RT-4 and UM-UC-3 cells were grown to near confluence in 6-well dishes prior to treatment with celecoxib (0–50 μM) for 24 h or phorbol ester (0.1 μM) for 6 h. Cells were then washed with PBS and extracted by scraping the cells from each well into 100 μl of lysis buffer (PBS with 1% Triton X-100, 1 mM PMSF, 0.1 mM leupeptin and 1% aprotinin). After incubation on ice for 30 min, these lysates were centrifuged at 11,000 xg at 4°C. For Western blotting, the extracts were mixed with non-reducing 6× Laemmli sample buffer, and 20 μg of sample was applied to a 10% polyacrylamide gel. Following electrophoresis at 140 V, protein was transferred to a nitrocellulose membrane. Membranes were then probed with specific antibodies. Samples were run in parallel with prestained molecular weight standards (Bio-Rad Prestained Standards). The nitrocellulose was blocked overnight at 4°C while shaking in PBS containing 0.05% Tween 20 and 10% nonfat dry milk. The nitrocellulose sheet was incubated while shaking at room temperature for 1 h with primary antibodies to either COX-2 (Cayman), Cyclin D1 and Cyclin B1 (Upstate), phospho-Cyclin D1 [Thr 286] and phospho-Cyclin B1 [Ser 147] (Cell Signaling Technology), or Rb (Abcam), washed three times with PBS, and incubated 1 h with peroxidase-conjugated goat anti-mouse immunoglobulin (Santa Cruz Biotechnology) diluted in blocking solution. The nitrocellulose sheet was then washed in PBS and developed using chemiluminescence with the SuperSignal West Femto Maximum Sensitivity Substrate kit (Pierce Chemical, Rockford, IL, USA).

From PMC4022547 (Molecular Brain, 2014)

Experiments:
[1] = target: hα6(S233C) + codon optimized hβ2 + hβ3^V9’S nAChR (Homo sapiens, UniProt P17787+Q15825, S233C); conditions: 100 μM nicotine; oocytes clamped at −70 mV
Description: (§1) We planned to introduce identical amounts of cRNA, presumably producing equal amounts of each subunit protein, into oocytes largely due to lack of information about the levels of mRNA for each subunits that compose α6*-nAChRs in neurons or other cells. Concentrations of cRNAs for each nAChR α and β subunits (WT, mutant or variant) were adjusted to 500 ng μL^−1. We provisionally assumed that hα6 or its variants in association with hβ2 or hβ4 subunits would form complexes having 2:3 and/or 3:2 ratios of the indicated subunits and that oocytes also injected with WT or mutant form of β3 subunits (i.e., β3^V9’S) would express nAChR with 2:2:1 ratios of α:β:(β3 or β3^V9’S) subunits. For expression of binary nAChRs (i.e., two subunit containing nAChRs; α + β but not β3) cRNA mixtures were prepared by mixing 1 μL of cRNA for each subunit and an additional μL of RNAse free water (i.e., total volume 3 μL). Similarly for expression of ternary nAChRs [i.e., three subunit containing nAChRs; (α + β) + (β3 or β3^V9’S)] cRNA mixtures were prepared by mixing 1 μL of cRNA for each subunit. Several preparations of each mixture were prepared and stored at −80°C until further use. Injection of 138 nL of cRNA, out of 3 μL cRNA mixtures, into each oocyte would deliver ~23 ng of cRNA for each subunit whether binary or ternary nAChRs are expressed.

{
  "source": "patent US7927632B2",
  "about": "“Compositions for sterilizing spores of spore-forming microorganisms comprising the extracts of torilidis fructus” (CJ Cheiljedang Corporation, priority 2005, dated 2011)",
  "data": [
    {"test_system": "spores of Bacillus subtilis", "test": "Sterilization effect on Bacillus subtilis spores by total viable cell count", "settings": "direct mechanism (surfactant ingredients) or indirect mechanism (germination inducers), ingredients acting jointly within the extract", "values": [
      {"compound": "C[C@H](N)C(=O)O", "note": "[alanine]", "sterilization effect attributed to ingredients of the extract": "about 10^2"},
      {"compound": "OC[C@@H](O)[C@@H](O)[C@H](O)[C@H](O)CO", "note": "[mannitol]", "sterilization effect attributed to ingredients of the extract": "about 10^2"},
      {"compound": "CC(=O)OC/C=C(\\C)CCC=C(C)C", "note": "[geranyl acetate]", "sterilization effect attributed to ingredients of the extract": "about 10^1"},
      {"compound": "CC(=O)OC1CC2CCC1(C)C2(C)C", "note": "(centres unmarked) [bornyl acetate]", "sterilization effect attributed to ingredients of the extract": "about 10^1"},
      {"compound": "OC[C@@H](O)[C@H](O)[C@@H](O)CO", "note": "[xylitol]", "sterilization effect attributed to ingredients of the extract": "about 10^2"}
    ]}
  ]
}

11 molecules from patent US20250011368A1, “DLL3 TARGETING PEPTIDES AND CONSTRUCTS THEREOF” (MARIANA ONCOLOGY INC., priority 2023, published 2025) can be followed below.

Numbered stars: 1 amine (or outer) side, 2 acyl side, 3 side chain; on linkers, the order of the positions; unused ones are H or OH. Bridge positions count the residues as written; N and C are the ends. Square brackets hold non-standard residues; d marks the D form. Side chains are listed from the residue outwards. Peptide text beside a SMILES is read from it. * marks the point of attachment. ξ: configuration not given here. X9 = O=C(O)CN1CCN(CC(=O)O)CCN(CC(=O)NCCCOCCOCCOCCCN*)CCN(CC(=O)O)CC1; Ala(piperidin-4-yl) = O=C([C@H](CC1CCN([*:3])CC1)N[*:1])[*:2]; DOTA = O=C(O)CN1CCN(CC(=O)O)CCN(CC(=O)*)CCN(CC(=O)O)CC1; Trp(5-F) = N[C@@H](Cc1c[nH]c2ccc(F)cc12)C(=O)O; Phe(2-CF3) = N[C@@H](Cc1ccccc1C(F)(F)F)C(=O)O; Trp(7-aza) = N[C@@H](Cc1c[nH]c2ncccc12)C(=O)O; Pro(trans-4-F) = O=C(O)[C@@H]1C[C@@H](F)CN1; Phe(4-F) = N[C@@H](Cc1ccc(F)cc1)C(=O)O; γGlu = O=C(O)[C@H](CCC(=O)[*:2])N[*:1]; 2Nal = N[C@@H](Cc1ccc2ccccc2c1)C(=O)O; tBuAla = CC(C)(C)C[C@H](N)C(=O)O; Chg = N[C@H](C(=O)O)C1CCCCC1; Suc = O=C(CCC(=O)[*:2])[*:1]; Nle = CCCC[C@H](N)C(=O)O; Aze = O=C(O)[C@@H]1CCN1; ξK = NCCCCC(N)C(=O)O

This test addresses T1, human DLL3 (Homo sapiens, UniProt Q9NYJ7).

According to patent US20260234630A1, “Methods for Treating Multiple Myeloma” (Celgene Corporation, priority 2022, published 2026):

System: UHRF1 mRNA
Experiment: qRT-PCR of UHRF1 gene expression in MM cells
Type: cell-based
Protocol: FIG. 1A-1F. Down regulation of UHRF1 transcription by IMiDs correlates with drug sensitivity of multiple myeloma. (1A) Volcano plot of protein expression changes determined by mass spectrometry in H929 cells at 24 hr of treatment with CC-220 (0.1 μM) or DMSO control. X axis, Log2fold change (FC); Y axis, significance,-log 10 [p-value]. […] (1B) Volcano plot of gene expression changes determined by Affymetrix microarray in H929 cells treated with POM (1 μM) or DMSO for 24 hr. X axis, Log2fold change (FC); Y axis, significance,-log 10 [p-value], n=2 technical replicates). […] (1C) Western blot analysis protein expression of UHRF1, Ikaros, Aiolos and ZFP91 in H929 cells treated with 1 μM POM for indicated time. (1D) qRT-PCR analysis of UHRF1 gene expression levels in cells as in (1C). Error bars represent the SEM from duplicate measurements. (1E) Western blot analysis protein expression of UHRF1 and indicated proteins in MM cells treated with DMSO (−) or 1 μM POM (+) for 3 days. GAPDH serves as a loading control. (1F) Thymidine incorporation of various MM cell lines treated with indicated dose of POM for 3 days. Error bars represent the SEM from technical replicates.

For cellular proliferation, regression analysis was used to test whether celecoxib inhibited the growth of UM-UC-3 and RT-4 in a dose-dependent fashion. For cyclin and Rb expression, the relationships of celecoxib dose to protein expression in the different cell lines were determined as follows. The log of the ratio of the densitometry value divided by the vehicle control values was calculated for each dose level. This was regressed on the log of dose. Regression equations were fit so the intercept was forced to be 0 –that is, at dose 0, the log of the dose ratios was assumed to be (and is by definition) 0. Computations were performed with R software (R Development Core Team, Vienna Austria; http://www.R-project.org).